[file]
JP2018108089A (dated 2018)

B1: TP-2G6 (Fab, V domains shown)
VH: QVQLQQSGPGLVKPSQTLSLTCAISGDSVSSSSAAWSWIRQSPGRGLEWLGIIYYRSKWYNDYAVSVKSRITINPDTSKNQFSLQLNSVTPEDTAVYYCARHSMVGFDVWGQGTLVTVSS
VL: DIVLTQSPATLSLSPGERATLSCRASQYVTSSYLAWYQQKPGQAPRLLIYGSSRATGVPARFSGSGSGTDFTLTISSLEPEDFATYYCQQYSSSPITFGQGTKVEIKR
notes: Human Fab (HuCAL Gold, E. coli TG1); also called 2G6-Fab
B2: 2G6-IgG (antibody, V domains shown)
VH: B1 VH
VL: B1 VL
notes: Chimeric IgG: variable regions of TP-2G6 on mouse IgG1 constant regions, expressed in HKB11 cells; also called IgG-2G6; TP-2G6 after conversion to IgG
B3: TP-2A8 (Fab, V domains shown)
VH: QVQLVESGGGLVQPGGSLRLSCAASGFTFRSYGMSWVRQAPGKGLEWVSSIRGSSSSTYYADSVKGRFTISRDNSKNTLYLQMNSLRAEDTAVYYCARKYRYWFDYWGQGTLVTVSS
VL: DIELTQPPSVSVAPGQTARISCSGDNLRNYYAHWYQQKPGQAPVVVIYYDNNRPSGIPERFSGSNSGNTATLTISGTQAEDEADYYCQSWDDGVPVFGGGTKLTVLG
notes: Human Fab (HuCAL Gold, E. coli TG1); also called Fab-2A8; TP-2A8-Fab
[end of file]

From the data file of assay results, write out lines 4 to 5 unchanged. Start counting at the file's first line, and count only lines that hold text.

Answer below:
VL: DIVLTQSPATLSLSPGERATLSCRASQYVTSSYLAWYQQKPGQAPRLLIYGSSRATGVPARFSGSGSGTDFTLTISSLEPEDFATYYCQQYSSSPITFGQGTKVEIKR
notes: Human Fab (HuCAL Gold, E. coli TG1); also called 2G6-Fab